[16:07] <jgartman> I'm having trouble googling the correct thing - Is there any way to have a rabbit instance create bindings to other instances and exchanges and produce a single consolidated queue? I'm trying to get around having consumers that just shuffle messages into a local exchange from which the 'real' consumption happens.
[16:16] <antares_> jgartman: look into exchange-to-exchange bindings and the shovel plugin
[16:16] <jgartman> antares_: thank you
[18:18] <RickardL> Hi, a quick question - if I wanted to send a single message to any single queue bound to a topic for example topic.agent.*. What would the best setup be?
[18:20] <RickardL> Is it possible to set this up at the RabbitMQ-server, or should I leave this to the agents implementation?
[18:21] <RickardL> The use case would be a MAS, where a agent is issued a job, for example processing some data object stored in a database
[18:31] <antares_> RickardL: if you need to send a message to every queue bound to some exchange, use fanout exchanges
[18:31] <antares_> that's what they are for
[18:31] <antares_> mass broadcasts
[18:32] <antares_> RickardL: it is perfectly fine for an app to use both topic & fanout exchanges side by side
[18:36] <RickardL> Ok, but what if I wanted the message to be sent to just one available queue that was bound to it. Should I send out a message, and pick the one who acked first. Is this an acceptable approach?
[18:39] <antares_> RickardL: if you want to send to just one, use direct exchange, or take a look at random exchange: https://github.com/jbrisbin/random-exchange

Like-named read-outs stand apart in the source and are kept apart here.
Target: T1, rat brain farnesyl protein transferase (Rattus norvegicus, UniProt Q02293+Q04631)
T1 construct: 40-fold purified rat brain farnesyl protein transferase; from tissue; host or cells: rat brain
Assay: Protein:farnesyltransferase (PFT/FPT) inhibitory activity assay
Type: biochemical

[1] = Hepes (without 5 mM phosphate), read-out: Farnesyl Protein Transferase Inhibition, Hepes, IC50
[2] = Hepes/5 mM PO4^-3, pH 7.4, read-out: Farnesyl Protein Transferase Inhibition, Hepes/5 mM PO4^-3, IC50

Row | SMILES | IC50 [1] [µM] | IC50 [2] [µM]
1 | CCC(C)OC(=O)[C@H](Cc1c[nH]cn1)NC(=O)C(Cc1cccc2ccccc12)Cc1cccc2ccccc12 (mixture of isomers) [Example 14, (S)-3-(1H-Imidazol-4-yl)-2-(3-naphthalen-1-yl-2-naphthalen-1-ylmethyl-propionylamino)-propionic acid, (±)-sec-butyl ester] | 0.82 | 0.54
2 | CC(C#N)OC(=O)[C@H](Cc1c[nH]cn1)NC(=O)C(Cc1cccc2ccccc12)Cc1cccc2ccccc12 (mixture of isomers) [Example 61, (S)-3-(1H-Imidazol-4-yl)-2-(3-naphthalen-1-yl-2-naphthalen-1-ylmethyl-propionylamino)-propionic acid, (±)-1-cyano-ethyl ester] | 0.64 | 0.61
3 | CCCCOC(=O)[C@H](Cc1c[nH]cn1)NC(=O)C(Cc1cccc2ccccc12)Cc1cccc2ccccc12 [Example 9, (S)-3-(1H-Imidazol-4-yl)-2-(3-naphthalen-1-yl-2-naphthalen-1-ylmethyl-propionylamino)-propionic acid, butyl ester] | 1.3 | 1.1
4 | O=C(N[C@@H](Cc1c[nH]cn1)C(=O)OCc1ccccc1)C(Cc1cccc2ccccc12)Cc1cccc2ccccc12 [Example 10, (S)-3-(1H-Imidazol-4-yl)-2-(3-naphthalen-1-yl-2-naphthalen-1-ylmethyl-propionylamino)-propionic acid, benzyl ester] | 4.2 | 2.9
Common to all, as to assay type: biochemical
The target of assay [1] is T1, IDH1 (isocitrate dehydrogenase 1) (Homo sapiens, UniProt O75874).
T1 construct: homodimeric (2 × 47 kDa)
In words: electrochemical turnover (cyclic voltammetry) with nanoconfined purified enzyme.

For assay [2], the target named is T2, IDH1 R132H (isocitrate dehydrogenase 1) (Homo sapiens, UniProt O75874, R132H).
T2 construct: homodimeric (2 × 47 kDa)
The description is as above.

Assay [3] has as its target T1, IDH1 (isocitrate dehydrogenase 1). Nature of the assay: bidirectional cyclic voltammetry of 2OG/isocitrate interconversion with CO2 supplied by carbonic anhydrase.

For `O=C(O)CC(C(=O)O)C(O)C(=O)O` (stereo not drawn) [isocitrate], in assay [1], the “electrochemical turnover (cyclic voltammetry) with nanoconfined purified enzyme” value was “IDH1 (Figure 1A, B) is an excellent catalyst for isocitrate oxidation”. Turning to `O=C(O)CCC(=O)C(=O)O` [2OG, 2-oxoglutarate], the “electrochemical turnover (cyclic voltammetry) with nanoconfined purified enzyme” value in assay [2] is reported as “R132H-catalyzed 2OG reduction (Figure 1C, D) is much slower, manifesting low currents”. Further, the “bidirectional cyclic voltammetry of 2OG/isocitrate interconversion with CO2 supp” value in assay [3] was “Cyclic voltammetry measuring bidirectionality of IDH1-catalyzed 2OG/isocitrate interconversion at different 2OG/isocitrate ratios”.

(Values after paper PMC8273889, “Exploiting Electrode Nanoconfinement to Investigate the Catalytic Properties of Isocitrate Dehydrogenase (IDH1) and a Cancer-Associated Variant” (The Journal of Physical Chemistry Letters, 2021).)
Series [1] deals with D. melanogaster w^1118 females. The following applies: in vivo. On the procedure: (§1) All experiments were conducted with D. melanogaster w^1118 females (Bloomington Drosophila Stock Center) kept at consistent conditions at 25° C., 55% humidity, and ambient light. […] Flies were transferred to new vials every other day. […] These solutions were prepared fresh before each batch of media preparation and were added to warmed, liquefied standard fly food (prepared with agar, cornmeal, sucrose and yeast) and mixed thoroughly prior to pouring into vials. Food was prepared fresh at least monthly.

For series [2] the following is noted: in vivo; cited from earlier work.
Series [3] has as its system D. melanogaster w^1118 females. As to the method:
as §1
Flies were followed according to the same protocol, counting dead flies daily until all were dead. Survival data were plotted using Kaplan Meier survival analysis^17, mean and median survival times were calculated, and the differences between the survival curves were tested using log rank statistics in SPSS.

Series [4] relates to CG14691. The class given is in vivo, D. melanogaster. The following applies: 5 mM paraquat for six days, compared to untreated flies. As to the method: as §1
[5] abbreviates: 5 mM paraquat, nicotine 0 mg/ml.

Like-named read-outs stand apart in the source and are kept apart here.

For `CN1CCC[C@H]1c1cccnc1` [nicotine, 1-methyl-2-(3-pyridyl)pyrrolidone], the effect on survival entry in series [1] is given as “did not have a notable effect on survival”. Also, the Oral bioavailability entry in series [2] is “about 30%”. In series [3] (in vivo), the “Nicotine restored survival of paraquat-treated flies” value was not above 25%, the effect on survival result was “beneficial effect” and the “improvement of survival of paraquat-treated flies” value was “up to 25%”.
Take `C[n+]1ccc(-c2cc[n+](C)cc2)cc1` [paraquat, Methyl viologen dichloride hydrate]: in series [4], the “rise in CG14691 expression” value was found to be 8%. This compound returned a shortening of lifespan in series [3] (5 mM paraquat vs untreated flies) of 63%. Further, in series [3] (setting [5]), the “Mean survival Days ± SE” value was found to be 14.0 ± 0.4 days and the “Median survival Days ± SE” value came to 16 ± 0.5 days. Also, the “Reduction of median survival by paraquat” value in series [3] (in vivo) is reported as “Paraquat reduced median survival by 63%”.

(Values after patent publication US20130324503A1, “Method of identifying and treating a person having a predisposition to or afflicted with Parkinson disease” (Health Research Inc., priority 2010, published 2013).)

[18:40] <RickardL> That was exactly what I wanted, really nice!
[18:45] <RickardL> antares_: Thanks again for giving me heads up, Jons repos of plugins for riak is a gold mine
[18:46] <antares_> Agreed
[18:47] <RickardL> Now I don't have to write my own layer in node.js for storing primtive data with AMQP messages
[19:18] <tronpaul_> hey I have a problem with a client never receiving a response from the server when one is sent
[19:18] <tronpaul_> server code http://pastebin.com/tMT3RM6w http://pastebin.com/rfe0X7Dd
[19:18] <tronpaul_> client code http://pastebin.com/dqZNt3b0
[19:19] <tronpaul_> I just changed from using the tutorial rpc code on the server to writing my own subclass of DefaultConsumer
[19:22] <antares_> tronpaul_: I don't see your Java server setting routing key for the response
[19:25] <tronpaul_> isn't that the getReplyTo() ?
[19:26] <antares_> no
[19:26] <antares_> reply_to is a different message attribute
[19:26] <antares_> it needs to be set, too
[19:27] <antares_> but only routing key is used by the default ("") exchange to figure out what queues get the reply
[19:27] <antares_> sorry, "it can be set, too". Not necessarily needs.
[19:30] <tronpaul_> isn't that replyTo statement in the routingkey param for that method?
[19:30] <tronpaul_> basicPublish(String exchange, String routingKey, BasicProperties props, byte[] body)